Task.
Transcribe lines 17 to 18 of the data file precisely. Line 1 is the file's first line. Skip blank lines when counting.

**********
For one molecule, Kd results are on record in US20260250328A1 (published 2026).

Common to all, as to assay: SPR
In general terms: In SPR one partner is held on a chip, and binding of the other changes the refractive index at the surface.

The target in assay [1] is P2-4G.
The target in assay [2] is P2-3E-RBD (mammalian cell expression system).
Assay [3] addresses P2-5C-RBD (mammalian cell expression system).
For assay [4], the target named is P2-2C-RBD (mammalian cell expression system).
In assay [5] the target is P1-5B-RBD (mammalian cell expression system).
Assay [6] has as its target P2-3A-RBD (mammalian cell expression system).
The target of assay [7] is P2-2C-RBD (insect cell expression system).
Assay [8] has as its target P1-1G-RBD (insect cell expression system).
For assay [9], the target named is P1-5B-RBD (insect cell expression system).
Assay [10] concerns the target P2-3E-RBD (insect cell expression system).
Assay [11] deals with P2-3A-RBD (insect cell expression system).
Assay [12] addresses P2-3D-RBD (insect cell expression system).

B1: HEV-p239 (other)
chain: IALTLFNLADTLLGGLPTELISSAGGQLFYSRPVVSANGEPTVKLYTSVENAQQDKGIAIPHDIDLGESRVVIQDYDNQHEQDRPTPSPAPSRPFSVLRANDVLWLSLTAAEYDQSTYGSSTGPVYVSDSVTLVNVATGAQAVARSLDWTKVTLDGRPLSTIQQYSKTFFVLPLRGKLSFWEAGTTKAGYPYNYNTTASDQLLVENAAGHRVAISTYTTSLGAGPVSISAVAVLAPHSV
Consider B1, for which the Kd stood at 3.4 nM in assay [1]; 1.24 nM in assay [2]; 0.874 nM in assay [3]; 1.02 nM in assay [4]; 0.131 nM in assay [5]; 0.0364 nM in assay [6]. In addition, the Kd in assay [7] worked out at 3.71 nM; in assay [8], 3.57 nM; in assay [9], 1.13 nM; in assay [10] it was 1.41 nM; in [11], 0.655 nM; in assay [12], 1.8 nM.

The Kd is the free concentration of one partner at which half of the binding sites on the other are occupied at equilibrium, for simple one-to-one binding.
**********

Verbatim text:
chain: IALTLFNLADTLLGGLPTELISSAGGQLFYSRPVVSANGEPTVKLYTSVENAQQDKGIAIPHDIDLGESRVVIQDYDNQHEQDRPTPSPAPSRPFSVLRANDVLWLSLTAAEYDQSTYGSSTGPVYVSDSVTLVNVATGAQAVARSLDWTKVTLDGRPLSTIQQYSKTFFVLPLRGKLSFWEAGTTKAGYPYNYNTTASDQLLVENAAGHRVAISTYTTSLGAGPVSISAVAVLAPHSV
Consider B1, for which the Kd stood at 3.4 nM in assay [1]; 1.24 nM in assay [2]; 0.874 nM in assay [3]; 1.02 nM in assay [4]; 0.131 nM in assay [5]; 0.0364 nM in assay [6]. In addition, the Kd in assay [7] worked out at 3.71 nM; in assay [8], 3.57 nM; in assay [9], 1.13 nM; in assay [10] it was 1.41 nM; in [11], 0.655 nM; in assay [12], 1.8 nM.